What You Don’t Know
This work on yourself is very much like learning to drive. You must learn the basics, because without the basics you think you can ‘drive’, but you can’t. When we start learning something – we think we will be able to do it very easily, and then we start doing it and we find out that we’re not as smart as we thought we were.
Why you think you know, but you don’t know
This stage is called unconscious incompetence, it’s where somebody does not understand or know how to do something and doesn’t necessarily recognize that they don’t know. I compare this to learning to drive. Before you learn to drive you see others driving on the road and it looks easy you just move the steering wheel and press a few levers and ‘Hey presto!’ driving is a simple magic.
Then you take your first driving lesson, and we all know how that goes! We must learn where all the levers are, what they do, which bits to touch and which bits to leave alone, not so easy is it? it’s a whole confusing mess.
Stay Asleep to your Ignorance
If you give up now you will never learn, you will stay in the unconscious incompetence but with the knowing that you cannot drive. Either that, or you have moved into the next stage which is conscious incompetence – because you know but you can’t drive and it’s not at all easy. This is not a good place to be because it is demoralizing and diminishing, so either you stay here feeling powerless or you continue to the next phase. This is where you realize that you cannot remain as you were but that the task ahead is daunting. Don’t stop here.
Conscious incompetence is the next level in learning a skill or doing this work, because you might not understand or know how to achieve the objective but you recognize that you don’t know and you recognize the value of learning the skills to enable you to realize your aspirations. You now realize that it isn’t an easy one second skill you’re learning, but a lifelong practice that’s worth the effort to achieve. You understand that that you will have to work on it. At this stage practice becomes increasingly important because only through practice will you be able to achieve the skills you need to be able to navigate life, as you would when driving a car around the streets.
Why Practice Matters
As you take time to practice and you learn the skills and techniques. Through this you can expand your understanding in the need for the work to achieve growth. Just as with driving, when we take a test and pass it, we are usually at our peak in observing our driving and paying attention to everything around us. We are now consciously competent to drive. Our actions can be broken down into steps for observation and all factual details are important to observe for any hints that might help our understanding. This work is very much the same as learning to drive. You need to be conscious of your practice and develop your competence before it can become almost habitual.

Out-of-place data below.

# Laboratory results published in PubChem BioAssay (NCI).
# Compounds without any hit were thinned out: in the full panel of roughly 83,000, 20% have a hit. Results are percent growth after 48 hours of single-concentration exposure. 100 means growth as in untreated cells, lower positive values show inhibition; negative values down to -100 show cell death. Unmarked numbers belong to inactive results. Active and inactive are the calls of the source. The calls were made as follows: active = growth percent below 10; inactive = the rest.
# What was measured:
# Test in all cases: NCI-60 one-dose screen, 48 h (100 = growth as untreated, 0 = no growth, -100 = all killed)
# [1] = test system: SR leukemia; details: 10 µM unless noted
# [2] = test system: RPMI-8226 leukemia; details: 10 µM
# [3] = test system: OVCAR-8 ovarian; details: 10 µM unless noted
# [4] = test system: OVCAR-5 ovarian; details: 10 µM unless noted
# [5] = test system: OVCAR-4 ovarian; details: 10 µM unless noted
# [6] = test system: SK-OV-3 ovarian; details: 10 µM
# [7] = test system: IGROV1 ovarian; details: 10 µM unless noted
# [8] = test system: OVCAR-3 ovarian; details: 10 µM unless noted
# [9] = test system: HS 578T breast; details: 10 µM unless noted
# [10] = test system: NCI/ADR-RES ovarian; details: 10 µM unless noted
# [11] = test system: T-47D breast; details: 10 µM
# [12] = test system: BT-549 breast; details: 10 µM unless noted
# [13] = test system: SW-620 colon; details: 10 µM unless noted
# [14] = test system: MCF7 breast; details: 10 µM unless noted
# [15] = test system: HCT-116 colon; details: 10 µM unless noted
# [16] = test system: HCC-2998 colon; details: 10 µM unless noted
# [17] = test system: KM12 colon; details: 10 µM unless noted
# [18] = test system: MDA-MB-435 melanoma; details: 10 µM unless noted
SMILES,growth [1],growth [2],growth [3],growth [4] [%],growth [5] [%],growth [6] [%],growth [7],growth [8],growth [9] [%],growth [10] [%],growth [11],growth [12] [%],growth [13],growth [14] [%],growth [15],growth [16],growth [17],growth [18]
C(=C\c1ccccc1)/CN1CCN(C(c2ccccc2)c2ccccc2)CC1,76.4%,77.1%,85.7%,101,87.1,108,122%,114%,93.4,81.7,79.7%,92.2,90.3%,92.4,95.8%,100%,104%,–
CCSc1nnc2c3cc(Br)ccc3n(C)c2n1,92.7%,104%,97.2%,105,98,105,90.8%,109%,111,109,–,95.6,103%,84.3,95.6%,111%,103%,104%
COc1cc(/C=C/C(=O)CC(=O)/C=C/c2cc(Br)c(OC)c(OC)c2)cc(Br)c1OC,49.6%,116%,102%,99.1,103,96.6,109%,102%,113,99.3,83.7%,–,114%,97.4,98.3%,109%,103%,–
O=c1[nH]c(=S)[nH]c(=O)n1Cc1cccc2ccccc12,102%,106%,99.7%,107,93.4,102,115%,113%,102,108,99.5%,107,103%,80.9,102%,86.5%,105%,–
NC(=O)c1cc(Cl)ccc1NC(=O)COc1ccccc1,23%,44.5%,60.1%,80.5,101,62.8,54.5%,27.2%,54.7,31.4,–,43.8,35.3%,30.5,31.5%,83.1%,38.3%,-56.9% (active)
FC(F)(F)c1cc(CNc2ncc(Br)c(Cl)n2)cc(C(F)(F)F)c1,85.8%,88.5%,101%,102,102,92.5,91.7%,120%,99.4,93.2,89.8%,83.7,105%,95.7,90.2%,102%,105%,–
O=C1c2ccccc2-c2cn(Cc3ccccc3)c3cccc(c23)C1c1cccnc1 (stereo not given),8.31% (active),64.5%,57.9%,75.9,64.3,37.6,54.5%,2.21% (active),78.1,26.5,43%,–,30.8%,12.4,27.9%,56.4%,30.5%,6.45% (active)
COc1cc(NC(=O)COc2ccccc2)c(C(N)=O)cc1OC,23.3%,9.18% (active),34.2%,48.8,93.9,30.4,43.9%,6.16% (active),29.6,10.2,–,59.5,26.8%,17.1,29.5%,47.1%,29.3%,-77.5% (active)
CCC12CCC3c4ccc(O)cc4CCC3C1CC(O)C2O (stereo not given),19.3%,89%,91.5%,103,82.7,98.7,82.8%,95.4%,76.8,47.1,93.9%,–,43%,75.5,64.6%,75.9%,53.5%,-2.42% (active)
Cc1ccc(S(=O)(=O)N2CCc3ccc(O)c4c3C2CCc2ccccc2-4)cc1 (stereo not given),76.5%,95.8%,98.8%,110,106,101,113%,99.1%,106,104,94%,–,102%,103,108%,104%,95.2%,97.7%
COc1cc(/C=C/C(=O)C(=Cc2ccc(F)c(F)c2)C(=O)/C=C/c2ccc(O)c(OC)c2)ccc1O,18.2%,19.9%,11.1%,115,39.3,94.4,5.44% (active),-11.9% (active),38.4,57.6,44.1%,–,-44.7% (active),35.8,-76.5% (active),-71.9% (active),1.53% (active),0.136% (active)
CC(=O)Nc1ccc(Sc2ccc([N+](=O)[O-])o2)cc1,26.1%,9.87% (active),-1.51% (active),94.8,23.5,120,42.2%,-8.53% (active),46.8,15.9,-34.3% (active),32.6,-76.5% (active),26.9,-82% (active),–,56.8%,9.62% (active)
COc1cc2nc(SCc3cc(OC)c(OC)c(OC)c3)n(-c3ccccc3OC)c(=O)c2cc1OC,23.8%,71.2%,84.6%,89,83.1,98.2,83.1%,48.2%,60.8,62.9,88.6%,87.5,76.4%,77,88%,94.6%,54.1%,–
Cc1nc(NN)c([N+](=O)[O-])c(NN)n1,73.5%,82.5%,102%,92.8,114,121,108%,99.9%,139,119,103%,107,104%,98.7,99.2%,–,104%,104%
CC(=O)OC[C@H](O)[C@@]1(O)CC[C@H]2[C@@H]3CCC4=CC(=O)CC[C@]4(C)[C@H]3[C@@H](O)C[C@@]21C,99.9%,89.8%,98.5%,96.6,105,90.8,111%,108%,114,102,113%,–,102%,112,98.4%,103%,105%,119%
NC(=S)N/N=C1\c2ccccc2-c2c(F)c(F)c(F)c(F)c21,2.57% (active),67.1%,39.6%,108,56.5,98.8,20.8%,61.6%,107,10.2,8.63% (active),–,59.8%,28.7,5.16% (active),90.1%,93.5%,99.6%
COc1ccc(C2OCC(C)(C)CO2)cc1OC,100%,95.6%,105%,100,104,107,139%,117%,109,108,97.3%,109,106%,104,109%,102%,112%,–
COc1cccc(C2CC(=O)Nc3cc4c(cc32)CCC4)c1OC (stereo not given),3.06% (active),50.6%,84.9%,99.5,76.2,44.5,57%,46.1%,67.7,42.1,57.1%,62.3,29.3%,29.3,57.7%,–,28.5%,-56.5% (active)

Success and Fulfillment is Freedom
You will eventually become unconscious to the effort required to do this practice as you enter the unconscious competence phase. This is when you have had so much practice learning the skill that it becomes second nature to you, and you use it without even thinking about it. This new self-aware behavior is your true nature and is now able to come to the fore as you become your true self, free of the fear and limitations that held you back and the self-sabotage habits that you learned before that prevented you from being your authentic self.
The aim of this work is to develop the skill of your ‘will to life’, to transform yourself into your own unique expression of life, free from the baggage that the past has put onto you.
Much like a confident driver is free to jump into a car and drive anywhere they please.
The Hierarchy of Competence
The four stages are:
1. Unconscious incompetence
The individual does not understand or know how to do something and does not necessarily recognize the deficit. They may deny the usefulness of the skill. The individual must recognize their own incompetence, and the value of the new skill, before moving on to the next stage. The length of time an individual spends in this stage depends on the strength of the stimulus to learn.
2. Conscious incompetence
Though the individual does not understand or know how to do something, they recognize the deficit, as well as the value of a new skill in addressing the deficit. The making of mistakes can be integral to the learning process at this stage.
3. Conscious competence
The individual understands or knows how to do something. However, demonstrating the skill or knowledge requires concentration. It may be broken down into steps, and there is heavy conscious involvement in executing the new skill.
4. Unconscious competence
The individual has had so much practice with a skill that it has become “second nature” and can be performed easily. As a result, the skill can be performed while executing another task. The individual may be able to teach it to others, depending upon how and when it was learned.